Experts have been arguing about the best ways to inspire kids to perfection, from waking up and getting out of bed on time to paying attention in school to participating in sports or other physical activity.
Some children seem to be born gung-ho with focused and directed energy. Others – not so much. Even an enthusiastic youngster can have a lackluster day.
How, then, to motivate a child?
Old-school thinking was based on emphasizing rewards and falling back on punishments in extreme cases. “If you make your bed I will give you some candy,” may be very effective initially but create a sugar addiction in the child and pair the feeling of accomplishment with eating high-calorie food. Neither is desirable, of course.
New-age experts of child behavior believe that, after making sure a disobedient or downright lazy offspring isn’t suffering from a learning disability or some diagnosable behavioral disorder, it’s time to start teaching the life lesson called Consequences to Actions.
“If you make your bed it will be lovely when you want to go to sleep,” you might say. If that positive motivation doesn’t work, you can try the opposite tack: “You don’t get to goof off until you make your bed.”
It is vital to follow through with the stated consequences. At the same time, pay attention to which chores your kids do and don’t like to do. Have a family meeting to talk about why Email doesn’t like to load the dishwasher while Ben avoids raking leaves. Perhaps a re-assignment of tasks is in order?
Talking to your children honestly about why they do or don’t perform activities assigned to them can be quite eye-opening. It’s an opportunity for parents to back away from a one-on-one battle of the wills and give the kids a chance to vent a bit and sort things out to everyone’s satisfaction, ideally.
Like wild animals, children can sense when a parent is uptight about non-performance. But children have a different mindset from adults, where taking out the garbage really doesn’t seem that important, for instance.
Teach your progeny that, in the real world of adults, non-performers suffer, get left behind the pack, fired from good jobs, and shamed for generations to come. (Use your judgment on that last one.)
Be the leader (or co-leader) in your family and inspire your children by example: practice what you preach. Rather than use language and behaviors to control your kids, model someone who motivates you. If you don’t have such a person, perhaps that is being mirrored to your observant and clever child?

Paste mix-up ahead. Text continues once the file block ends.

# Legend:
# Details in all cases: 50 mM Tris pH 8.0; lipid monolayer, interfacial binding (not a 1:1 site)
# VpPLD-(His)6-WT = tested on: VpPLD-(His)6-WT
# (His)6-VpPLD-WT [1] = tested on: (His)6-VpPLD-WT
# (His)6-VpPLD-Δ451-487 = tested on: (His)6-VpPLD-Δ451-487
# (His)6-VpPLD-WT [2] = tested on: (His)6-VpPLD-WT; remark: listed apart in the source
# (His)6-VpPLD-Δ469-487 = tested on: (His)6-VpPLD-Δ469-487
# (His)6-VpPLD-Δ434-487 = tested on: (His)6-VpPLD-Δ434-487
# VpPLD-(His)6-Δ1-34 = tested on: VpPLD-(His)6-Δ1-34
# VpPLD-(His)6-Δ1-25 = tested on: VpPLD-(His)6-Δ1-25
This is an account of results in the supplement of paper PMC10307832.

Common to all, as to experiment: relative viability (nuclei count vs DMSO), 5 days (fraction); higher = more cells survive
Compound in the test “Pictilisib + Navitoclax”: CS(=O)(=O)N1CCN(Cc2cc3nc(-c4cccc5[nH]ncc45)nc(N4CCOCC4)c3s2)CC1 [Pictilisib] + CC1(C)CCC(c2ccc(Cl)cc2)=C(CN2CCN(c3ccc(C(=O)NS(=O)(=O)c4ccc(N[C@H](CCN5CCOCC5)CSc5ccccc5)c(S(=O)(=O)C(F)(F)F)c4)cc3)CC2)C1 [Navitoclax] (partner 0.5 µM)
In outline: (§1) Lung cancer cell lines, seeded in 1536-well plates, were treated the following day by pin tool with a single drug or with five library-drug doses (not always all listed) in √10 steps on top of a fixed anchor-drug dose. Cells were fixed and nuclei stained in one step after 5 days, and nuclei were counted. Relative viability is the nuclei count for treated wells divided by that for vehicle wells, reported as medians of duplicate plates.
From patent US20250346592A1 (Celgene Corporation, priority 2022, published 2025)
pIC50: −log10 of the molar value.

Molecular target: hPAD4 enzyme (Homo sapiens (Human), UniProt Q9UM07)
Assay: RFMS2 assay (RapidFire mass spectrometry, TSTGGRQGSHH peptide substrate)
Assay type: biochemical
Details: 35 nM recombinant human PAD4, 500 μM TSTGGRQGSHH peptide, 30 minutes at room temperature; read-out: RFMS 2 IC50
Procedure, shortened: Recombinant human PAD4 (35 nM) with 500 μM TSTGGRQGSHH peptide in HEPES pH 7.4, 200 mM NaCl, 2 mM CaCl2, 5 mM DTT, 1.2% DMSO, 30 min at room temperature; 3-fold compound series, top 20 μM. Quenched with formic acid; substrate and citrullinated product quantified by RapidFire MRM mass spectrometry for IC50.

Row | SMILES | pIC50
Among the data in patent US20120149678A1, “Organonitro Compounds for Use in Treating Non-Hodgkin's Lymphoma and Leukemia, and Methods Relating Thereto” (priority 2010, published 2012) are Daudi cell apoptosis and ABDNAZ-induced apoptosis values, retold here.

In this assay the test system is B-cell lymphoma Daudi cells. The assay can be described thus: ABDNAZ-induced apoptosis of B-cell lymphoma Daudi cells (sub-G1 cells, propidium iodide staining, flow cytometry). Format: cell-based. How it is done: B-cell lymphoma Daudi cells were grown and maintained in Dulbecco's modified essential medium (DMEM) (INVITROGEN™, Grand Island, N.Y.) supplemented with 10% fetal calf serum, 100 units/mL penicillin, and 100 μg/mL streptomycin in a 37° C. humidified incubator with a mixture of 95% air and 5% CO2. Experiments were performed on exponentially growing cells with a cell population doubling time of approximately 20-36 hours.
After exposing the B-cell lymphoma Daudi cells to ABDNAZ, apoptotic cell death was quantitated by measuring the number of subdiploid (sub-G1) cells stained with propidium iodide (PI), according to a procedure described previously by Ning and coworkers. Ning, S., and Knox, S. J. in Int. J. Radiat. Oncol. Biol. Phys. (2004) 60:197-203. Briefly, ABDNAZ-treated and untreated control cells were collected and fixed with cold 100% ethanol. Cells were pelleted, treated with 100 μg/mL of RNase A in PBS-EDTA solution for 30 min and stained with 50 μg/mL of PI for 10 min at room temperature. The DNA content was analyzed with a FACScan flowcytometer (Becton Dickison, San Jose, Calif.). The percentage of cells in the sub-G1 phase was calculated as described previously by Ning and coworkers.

All of us, regardless of age, like empowerment which involves the ability to choose for ourselves. Rather than order your child to do homework, lay out the boundaries with consequences of actions: “If you don’t walk the dog, your game-playing time will be cut by 30 minutes. If you don’t walk the dog and it poops in the house, your game-playing time will be cut for three days and you will have to clean up the mess.”
Pay attention to your inattentive child and learn what does motivate her or him. Talk about hobbies, dreams, and how they see themselves in the future. Let your child tell you how best to encourage them to get off the bench and start hitting some homers.
Your child is not a little adult but is a unique individual. Adjust your expectations accordingly. Avoid setting standards of behavior that are unrealistically high.
When I tutored music students, it was easy to spot the parents who wished they had taken lessons and were forcing their kids to do something in which the kids had absolutely no interest. We always made the best of it but these students usually didn’t last long.
One potent motivator I discovered was allowing my pupils to do something physical. One 7-year-old boy was delighted when I told him that mastering a 5-finger scale on the piano with both hands at once would earn him a bounding run around the dining room table – with mom’s permission, of course.
Another troubled 10-year-old girl whose parents were separated and heading for divorce told me she liked to jump so her reward for reaching challenging goals was to rise from the piano bench and try to reach the ceiling, which was just out of reach. After a short break, she was ready to pick up where we had left off.
Asking children who inspires them and what it would take to get them to do something unpleasant can be a real eye-opener. Rather than demand results, partner with your kids to develop their strengths and talents, foster their sense of self-worth and the knowledge they can be successful through focus and follow-through.
Listen to the difference when one of my favorite workout video instructors corrected himself to one of his team members when referring to the home audience. First, he said, “Make them work!” He immediately switched the focus from the trainer to the trainee:
“Make them want to work!”
And that is the simple secret behind all human motivation: find out what the other person values, make sure you don’t impose your will on theirs, and lead by modeling inspiring behavior. Teach how personal and societal outcomes work in response to our actions as we get older.
Finally, be prepared to accept failure. Although it seems unlikely, maybe there really is nothing that motivates or inspires your child. Or maybe you just can’t communicate effectively.
If you know you’ve done your best to guide, uplift, educate, and nurture your child’s abilities and interests while instilling a sound sense of ethics and the moral high ground, that’s all you can do. Don’t beat yourself up if your kid doesn’t meet your expectations.
This does not mean you should give up on your child who is changing and evolving constantly. Patience, hope, and optimism are the best attitudes to embrace. Today’s obstacles may find an unforeseen solution tomorrow.